As we climbed we passed each 1000ft elevation marker and the sun finally dipped below the mountains giving us respite from the heat for the first time. We carried on up the road with our reflective gear and lights on, reaching Marshall as we got towards the top of the climb. He seemed to be dragging his right foot along but was ok as we walked with him for a couple of minutes. Towards the summit of the hill the climb tailed off a little but it seemed to take forever to reach the top. When we did, Eberhard and Charlie were pulled over on the side of the road waiting for us as Charlie and Richard had gone on to Panamint Springs to get an hours sleep before coming back to us. Frank hopped back in the car here and I grabbed a turkey wrap and coke which worked way better than earlier on. Charlie joined me at this point for the 12 mile section of downhill running in to Panamint Springs at mile 72.3. This was my favourite part of the whole race. Eberhard had made sure I knew that this section was runnable so to keep enough in the tank to have some 'power' coming down into Panamint. Well I didn't have a lot of power but after half a mile of walking and eating, Charlie and I kicked up a reasonable jog and stayed solid most of the way down the hill. Each stop I was alternating between coke, mountain dew and non alcoholic lager, a weird combo but one which worked well as my taste buds rejected any more sweet stuff and then craved it again in almost minute by minute cycles. The pattern was set for this stage, we would collect a drink from Frank and Eberhard, walk a few hundred metres and then run the next 1300m to the car again. In this way we made reasonable time, I was just slightly off of pace for the 30 hour mark but not drastically. Marshall came back past us at this point and we followed his red LED all the way down the hill to the last 3 miles into Panamint where you're back on the flat/ slight uphill. Turning around we could now see a trail off into the far distance of runner lights coming over the mountain and down the hill behind us, it was a stunning sight. We got into Panamint in 17 hours 50 minutes, just before 4am. The guys were filling up with petrol when we go there and I sat in a chair for 2 minutes whilst they did a hand over, Rich and Graham coming back out to swap with Eberhard.
It was pitch dark now but I could see a lot of runners asleep at the time station in chairs or 'cots' collapsable beds. This was a pretty good tactic at this point but I hate stopping in races, ive never done it and I felt it was better just to keep moving. Out of Panamint we faced the second major 18 mile climb back up to around 5000ft. It was more of a gradual ascent but it was still pointless trying to run any of it. The boys took it in turns at this point as we went higher and higher up the road. Graham and Richard both took on pacing duties as the sun came up behind us illuminating Panamint valley and the road we had come down on from Towne's Pass. I wanted to try and get the climb done before the sun came back out so that I could just concentrate on jogging slowly the 50km section from mile 90 to 122 at Lone Pine although in the heat, the downhill would prevent my heart rate from climbing too high.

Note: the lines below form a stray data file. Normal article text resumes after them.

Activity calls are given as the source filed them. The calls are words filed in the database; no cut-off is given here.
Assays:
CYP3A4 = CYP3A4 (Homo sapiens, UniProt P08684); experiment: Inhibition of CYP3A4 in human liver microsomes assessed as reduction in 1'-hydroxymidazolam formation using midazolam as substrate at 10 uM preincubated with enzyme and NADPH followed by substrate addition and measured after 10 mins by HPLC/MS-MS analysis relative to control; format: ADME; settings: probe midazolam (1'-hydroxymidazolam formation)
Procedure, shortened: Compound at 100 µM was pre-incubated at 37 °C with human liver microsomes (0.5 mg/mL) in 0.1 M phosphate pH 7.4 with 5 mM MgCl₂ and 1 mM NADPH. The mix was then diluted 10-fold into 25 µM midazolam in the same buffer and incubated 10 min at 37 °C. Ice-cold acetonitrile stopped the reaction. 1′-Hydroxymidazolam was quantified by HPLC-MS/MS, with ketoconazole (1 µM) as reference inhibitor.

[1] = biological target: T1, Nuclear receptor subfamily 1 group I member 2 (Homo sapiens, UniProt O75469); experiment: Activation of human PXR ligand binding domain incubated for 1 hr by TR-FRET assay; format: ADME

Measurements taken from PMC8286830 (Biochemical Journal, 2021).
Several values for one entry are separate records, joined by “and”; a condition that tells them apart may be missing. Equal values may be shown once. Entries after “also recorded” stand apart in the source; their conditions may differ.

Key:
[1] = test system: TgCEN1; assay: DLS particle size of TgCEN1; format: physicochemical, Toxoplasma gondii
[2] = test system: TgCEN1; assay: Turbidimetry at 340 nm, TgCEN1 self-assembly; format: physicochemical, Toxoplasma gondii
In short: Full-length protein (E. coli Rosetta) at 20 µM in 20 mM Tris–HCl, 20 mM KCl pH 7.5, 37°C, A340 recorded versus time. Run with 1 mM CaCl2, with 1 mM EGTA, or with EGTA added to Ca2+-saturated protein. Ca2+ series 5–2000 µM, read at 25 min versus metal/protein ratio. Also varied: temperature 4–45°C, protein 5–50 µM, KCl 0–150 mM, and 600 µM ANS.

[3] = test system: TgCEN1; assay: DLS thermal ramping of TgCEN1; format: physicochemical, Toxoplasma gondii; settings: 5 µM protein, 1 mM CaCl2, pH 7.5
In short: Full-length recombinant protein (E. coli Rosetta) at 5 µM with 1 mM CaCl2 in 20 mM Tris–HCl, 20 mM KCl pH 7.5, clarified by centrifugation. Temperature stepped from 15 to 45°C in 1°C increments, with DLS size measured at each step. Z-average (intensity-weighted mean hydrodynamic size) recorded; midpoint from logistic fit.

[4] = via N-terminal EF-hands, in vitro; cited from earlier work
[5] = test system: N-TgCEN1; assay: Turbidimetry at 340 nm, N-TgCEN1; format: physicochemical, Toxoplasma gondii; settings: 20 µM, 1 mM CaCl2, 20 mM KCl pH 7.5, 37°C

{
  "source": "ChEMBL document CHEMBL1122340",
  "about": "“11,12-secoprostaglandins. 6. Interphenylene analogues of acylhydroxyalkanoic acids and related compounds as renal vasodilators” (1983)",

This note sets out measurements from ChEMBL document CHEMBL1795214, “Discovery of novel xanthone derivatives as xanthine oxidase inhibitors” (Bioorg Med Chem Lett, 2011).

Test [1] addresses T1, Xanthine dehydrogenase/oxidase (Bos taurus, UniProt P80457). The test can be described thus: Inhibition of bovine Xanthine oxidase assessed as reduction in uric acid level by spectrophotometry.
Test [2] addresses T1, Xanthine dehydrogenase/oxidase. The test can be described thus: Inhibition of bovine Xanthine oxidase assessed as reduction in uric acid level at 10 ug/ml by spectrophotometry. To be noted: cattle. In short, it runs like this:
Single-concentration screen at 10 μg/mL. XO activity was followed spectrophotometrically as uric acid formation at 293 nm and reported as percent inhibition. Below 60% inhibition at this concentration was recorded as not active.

By the time we reached 80 miles however the sun was out. The camber on the road was driving me crazy, the road sloped badly off in one direction or the other as we went up the switchbacks and putting pressure on parts of my feet that were already blistered. I hadn't really noticed my feet until this point because the road was straight and even which meant i was pounding the same parts of them and they were therefore just numb. Now I was changing my gait to allow for the camber it started to feel like I had raw nerve endings exposed on the soles of my feet. Frank stepped back in as we got the flatter part of the climb and paced me all the way to Darwin at Mile 90.
Before we got there we had time to run within a foot of a coiled up rattle snake just sat on the side of the road. It was a rare section of running for me as I came past it and I could hear Frank shouting at me over the sound of my ipod and I turned around to see him pointing and shouting snake. We'd passed it and thank god it hadn't gone for us I couldn't imagine having to DNF for a snake bite.
The boys put some signs up around the snake and we continued on the flatter straight road to Darwin. We were running intermittently now and not a lot of it, my balls and undercarriage were really starting to chaff and I was noticing how Id had to start walking with my hands on my hips to stop the skin from under my arms rubbing the raw wounds I had underneath them. We got to Darwin, mile 90.1 in 23 hours 35 minutes, just before the start of my second day of running.
From this point on I am going to recount what I remember of the 'race' but there is unquestionably large chunks I can't really remember or worse that I have imagined. I have discussed various things with the boys in the crew in the aftermath and there are quite a few things that I have no recollection of.
I'd broken the race down into chunks the whole way along so that I was able to cope better mentally with the idea of running 135 miles. So far we'd covered:
0 - 17: Badwater to Furnace Creek 17 - 42: Furnace Creek to Stovepipe Wells 42 to 60: Stovepipe to Townes Pass (Climb 1) 60 to 72: Townes Pass to Panamint Valley 72 to 90: Panamint to Darwin (Climb 2)
Now we were entering the last 3 Stages and with 'only' 45 miles left I was in good spirits so still to come were:
90 - 100: Darwin to the 100 mile marker 100 - 122: 100 Miles to Lone Pine 122 - 135: Lone Pine to Whitney Portals (Climb 3)